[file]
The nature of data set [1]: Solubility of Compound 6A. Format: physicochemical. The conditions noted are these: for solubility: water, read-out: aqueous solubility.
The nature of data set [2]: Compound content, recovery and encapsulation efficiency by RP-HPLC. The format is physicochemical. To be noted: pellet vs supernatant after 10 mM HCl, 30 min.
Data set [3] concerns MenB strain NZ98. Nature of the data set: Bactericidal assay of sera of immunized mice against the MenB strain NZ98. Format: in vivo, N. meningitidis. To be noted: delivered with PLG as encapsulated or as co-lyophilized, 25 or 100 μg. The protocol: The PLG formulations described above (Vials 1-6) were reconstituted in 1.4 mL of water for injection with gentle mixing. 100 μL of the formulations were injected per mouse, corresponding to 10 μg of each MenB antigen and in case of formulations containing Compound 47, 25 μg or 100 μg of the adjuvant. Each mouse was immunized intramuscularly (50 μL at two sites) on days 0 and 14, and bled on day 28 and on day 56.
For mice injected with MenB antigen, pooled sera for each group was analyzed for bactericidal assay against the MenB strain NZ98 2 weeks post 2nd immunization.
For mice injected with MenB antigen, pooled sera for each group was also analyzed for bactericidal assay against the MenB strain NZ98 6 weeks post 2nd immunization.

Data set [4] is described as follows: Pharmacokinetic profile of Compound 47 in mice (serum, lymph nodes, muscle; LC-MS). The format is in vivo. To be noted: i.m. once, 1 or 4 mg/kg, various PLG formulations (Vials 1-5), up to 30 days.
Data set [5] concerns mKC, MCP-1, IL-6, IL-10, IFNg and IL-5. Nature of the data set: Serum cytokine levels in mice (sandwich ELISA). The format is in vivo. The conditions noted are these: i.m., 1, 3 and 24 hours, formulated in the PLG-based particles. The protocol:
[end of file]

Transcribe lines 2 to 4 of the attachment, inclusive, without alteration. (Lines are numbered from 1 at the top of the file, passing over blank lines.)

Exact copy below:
The nature of data set [2]: Compound content, recovery and encapsulation efficiency by RP-HPLC. The format is physicochemical. To be noted: pellet vs supernatant after 10 mM HCl, 30 min.
Data set [3] concerns MenB strain NZ98. Nature of the data set: Bactericidal assay of sera of immunized mice against the MenB strain NZ98. Format: in vivo, N. meningitidis. To be noted: delivered with PLG as encapsulated or as co-lyophilized, 25 or 100 μg. The protocol: The PLG formulations described above (Vials 1-6) were reconstituted in 1.4 mL of water for injection with gentle mixing. 100 μL of the formulations were injected per mouse, corresponding to 10 μg of each MenB antigen and in case of formulations containing Compound 47, 25 μg or 100 μg of the adjuvant. Each mouse was immunized intramuscularly (50 μL at two sites) on days 0 and 14, and bled on day 28 and on day 56.
For mice injected with MenB antigen, pooled sera for each group was analyzed for bactericidal assay against the MenB strain NZ98 2 weeks post 2nd immunization.